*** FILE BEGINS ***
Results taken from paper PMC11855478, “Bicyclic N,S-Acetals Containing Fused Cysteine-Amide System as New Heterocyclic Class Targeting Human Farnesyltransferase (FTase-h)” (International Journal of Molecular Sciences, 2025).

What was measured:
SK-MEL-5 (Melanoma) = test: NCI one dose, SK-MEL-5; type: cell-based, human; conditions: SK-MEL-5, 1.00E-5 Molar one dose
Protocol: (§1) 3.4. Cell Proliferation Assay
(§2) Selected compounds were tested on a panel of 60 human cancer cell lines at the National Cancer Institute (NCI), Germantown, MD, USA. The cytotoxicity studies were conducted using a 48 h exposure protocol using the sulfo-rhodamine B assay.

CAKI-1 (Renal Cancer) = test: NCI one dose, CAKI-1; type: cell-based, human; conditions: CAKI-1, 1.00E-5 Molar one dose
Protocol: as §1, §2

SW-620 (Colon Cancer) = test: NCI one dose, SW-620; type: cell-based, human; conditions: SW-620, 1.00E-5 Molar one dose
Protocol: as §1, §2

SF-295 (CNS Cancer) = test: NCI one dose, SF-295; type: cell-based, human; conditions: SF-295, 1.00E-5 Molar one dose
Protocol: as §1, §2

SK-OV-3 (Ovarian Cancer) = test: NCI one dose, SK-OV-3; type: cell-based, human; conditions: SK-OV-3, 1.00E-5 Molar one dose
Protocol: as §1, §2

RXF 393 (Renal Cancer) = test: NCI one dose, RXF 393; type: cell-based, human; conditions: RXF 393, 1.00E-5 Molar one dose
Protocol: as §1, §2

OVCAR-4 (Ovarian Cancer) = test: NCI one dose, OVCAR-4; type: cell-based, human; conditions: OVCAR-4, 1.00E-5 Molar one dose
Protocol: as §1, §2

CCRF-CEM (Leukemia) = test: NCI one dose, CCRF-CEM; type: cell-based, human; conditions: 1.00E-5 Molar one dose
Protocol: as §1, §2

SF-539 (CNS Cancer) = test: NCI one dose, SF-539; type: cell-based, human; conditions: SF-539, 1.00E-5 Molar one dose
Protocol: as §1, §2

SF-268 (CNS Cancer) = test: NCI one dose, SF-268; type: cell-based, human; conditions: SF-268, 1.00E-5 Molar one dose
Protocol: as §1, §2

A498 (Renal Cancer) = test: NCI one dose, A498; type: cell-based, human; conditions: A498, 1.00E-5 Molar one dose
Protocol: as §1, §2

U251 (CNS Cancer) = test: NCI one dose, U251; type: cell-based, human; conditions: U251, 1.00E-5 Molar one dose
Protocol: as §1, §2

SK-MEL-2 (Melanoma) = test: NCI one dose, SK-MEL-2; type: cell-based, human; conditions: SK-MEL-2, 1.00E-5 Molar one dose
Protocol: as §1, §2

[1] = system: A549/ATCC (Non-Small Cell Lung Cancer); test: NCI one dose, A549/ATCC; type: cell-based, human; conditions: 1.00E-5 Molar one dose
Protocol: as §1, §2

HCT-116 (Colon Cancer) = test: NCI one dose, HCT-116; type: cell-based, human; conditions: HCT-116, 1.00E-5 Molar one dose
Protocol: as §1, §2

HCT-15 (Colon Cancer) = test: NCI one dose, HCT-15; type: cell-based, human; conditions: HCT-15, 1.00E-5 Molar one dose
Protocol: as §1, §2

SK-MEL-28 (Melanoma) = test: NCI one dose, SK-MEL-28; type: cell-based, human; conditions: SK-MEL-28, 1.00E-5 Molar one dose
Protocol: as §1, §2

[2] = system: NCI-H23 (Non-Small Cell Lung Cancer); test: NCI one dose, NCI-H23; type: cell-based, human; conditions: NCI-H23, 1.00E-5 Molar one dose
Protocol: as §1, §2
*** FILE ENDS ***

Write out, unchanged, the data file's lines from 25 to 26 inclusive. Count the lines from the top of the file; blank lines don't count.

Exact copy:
Protocol: as §1, §2

U251 (CNS Cancer) = test: NCI one dose, U251; type: cell-based, human; conditions: U251, 1.00E-5 Molar one dose